By Felix K. Chang*
(FPRI) — In May 2019, Chinese President Xi Jinping made a well-publicized visit to a rare-earth-metals company in Jiangxi province. On the same day, he gave a speech in which he called on his country to prepare for a “new Long March” to overcome challenges from abroad. Taken together, they were seen as a signal that China might use its control over 90 percent of the world’s production of rare earth metals as leverage in its trade war with the United States. At any time, China could restrict or even embargo the export of the metals. In case that signal was not clear enough, an editorial from China’s state-run news agency made it crystal clear a week later. Reacting to the news, prices of most rare earth metals jumped 20 to 50 percent.
Why China’s leverage over rare earth metals matters is because they are important to modern industry. Though used in tiny quantities, often less than a gram, the metals are used in a vast number of applications. They are needed in consumer products (like fluorescent lamps and smartphones), industrial products (like aircraft engines and wind turbines), and military systems (like radars and sonars). But by far the biggest American use of rare earth metals is as a catalyst in automotive catalytic converters, chemical processing, and oil refining. These consume about 60 percent of all the rare earth metals used in the United States today.
The 17 obscure elements, collectively called “rare earth metals,” are actually found all over the world. For much of the second half of the twentieth century, the United States was self-sufficient in the metals, producing well over half of the world’s supply until the 1980s. But producing the metals requires not just mining ore, but also refining and smelting it, processes that separate the metals from the surrounding rock and each other. Unfortunately for the environment, the byproducts of those processes are highly toxic and can be radioactive. Since producing rare earth metals in such a manner was expensive in the United States, lower-cost Chinese production grew rapidly in the 1990s. A decade later, China came to dominate the world’s production of the metals, while American production all but ceased.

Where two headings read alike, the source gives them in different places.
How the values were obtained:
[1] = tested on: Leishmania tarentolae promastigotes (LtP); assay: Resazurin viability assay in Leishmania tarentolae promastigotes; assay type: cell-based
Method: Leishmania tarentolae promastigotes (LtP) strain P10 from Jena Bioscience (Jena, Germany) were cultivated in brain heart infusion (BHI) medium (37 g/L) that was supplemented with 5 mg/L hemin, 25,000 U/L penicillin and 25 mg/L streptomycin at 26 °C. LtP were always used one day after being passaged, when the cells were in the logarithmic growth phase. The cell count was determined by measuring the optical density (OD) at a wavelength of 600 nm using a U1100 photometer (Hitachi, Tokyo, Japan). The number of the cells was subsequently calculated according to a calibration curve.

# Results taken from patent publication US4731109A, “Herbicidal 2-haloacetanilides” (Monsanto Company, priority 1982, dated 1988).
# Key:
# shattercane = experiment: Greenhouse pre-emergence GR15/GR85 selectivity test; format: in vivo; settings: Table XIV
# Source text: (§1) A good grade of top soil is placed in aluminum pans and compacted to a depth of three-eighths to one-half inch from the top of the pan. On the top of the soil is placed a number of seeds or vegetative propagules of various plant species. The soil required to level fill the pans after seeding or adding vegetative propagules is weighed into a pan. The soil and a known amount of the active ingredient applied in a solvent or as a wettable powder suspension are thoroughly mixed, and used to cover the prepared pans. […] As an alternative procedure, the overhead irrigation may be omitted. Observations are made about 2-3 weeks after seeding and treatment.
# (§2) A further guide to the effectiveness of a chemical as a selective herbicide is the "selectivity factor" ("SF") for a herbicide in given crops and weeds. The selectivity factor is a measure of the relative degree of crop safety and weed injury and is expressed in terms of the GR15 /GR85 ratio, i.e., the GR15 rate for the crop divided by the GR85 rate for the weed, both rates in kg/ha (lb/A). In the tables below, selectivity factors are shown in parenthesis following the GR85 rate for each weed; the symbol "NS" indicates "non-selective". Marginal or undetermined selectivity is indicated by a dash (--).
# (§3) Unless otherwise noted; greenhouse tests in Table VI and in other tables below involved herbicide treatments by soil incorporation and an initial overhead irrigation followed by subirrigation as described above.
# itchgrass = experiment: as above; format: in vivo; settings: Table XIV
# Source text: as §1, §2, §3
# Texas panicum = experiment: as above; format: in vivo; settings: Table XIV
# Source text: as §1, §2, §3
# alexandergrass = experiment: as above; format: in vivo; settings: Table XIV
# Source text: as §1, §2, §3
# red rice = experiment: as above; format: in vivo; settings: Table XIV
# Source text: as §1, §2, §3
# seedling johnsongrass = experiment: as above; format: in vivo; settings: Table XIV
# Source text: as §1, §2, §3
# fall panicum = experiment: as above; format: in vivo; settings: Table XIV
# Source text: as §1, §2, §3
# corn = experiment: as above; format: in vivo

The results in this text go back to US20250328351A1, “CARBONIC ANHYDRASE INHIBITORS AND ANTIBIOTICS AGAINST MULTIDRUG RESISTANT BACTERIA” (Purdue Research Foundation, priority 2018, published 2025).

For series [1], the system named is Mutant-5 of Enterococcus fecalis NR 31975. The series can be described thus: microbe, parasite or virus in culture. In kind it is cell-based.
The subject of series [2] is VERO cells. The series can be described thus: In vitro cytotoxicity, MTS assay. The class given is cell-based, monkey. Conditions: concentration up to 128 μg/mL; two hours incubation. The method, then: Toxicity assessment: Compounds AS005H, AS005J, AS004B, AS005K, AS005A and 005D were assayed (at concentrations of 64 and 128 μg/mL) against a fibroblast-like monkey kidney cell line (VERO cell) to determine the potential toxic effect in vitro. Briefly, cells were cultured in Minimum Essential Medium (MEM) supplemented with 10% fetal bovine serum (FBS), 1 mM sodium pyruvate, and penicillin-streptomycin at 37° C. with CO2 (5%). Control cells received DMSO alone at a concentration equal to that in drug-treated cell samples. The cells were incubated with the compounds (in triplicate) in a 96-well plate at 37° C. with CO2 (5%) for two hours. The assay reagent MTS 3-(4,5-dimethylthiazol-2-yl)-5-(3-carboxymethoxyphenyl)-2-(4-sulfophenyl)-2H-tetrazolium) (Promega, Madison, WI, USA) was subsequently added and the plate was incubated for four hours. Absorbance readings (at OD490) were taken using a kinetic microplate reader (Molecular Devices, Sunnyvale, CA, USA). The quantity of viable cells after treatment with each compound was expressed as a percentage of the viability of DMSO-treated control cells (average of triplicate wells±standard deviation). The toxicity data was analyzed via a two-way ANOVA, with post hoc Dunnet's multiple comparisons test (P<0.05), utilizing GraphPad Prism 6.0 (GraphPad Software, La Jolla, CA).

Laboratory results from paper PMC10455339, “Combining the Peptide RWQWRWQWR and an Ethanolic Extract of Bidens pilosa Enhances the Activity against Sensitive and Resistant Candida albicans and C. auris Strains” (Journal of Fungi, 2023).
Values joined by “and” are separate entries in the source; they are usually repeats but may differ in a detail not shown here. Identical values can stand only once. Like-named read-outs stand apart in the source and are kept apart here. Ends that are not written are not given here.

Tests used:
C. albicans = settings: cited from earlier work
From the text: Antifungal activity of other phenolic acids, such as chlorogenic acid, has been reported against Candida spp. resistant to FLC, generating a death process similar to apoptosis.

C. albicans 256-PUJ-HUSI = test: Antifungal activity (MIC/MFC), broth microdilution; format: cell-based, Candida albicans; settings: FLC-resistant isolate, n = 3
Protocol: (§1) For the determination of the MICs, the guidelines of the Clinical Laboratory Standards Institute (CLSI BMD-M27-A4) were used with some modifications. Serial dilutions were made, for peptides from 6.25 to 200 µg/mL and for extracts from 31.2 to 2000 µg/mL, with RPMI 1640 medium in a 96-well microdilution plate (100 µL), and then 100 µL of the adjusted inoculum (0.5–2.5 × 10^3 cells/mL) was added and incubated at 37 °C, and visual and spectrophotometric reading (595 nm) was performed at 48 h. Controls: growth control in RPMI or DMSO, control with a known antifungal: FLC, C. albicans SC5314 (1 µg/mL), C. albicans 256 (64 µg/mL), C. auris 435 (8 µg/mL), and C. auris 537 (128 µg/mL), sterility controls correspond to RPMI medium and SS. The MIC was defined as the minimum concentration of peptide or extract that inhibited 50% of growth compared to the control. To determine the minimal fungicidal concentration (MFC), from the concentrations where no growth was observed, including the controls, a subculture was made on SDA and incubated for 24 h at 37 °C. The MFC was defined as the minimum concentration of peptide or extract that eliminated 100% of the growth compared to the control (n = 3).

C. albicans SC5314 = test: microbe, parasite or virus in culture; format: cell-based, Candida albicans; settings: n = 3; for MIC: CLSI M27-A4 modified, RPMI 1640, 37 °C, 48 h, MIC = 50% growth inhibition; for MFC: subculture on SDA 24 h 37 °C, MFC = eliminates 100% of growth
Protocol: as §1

The Visible (and Guiding) Hand
Beijing has long seen its rare-earth-metals industry as strategic. In 2016, China’s Ministry of Industry and Information Technology even outlined a five-year development plan for it with specific targets for production and value-chain improvements. Hence, Beijing’s willingness to restrict the export of its rare earth metals to achieve national goals should surprise no one. Besides, China already did so once, and not all that long ago. In 2010, China imposed quotas on its rare earth metals exports, cutting what it supplied to the world by 40 percent.